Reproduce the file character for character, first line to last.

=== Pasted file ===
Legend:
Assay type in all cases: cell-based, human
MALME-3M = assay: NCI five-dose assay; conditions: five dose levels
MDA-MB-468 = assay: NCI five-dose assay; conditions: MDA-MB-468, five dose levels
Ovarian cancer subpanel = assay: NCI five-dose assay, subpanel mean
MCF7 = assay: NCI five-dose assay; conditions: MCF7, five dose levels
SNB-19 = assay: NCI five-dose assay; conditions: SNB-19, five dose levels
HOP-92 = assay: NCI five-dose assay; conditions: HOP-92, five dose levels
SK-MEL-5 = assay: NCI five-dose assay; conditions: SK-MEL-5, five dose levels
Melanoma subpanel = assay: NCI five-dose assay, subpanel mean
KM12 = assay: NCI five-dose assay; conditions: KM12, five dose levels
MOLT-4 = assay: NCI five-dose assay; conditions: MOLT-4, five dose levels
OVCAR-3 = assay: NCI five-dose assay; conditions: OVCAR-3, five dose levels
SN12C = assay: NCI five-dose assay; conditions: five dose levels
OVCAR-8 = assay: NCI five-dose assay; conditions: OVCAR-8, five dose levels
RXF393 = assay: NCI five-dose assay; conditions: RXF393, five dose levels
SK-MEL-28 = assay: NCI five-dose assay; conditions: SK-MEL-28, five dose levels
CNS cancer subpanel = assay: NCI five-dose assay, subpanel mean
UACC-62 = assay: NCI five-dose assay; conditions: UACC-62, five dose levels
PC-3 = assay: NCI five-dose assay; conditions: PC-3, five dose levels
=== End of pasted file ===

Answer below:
Legend:
Assay type in all cases: cell-based, human
MALME-3M = assay: NCI five-dose assay; conditions: five dose levels
MDA-MB-468 = assay: NCI five-dose assay; conditions: MDA-MB-468, five dose levels
Ovarian cancer subpanel = assay: NCI five-dose assay, subpanel mean
MCF7 = assay: NCI five-dose assay; conditions: MCF7, five dose levels
SNB-19 = assay: NCI five-dose assay; conditions: SNB-19, five dose levels
HOP-92 = assay: NCI five-dose assay; conditions: HOP-92, five dose levels
SK-MEL-5 = assay: NCI five-dose assay; conditions: SK-MEL-5, five dose levels
Melanoma subpanel = assay: NCI five-dose assay, subpanel mean
KM12 = assay: NCI five-dose assay; conditions: KM12, five dose levels
MOLT-4 = assay: NCI five-dose assay; conditions: MOLT-4, five dose levels
OVCAR-3 = assay: NCI five-dose assay; conditions: OVCAR-3, five dose levels
SN12C = assay: NCI five-dose assay; conditions: five dose levels
OVCAR-8 = assay: NCI five-dose assay; conditions: OVCAR-8, five dose levels
RXF393 = assay: NCI five-dose assay; conditions: RXF393, five dose levels
SK-MEL-28 = assay: NCI five-dose assay; conditions: SK-MEL-28, five dose levels
CNS cancer subpanel = assay: NCI five-dose assay, subpanel mean
UACC-62 = assay: NCI five-dose assay; conditions: UACC-62, five dose levels
PC-3 = assay: NCI five-dose assay; conditions: PC-3, five dose levels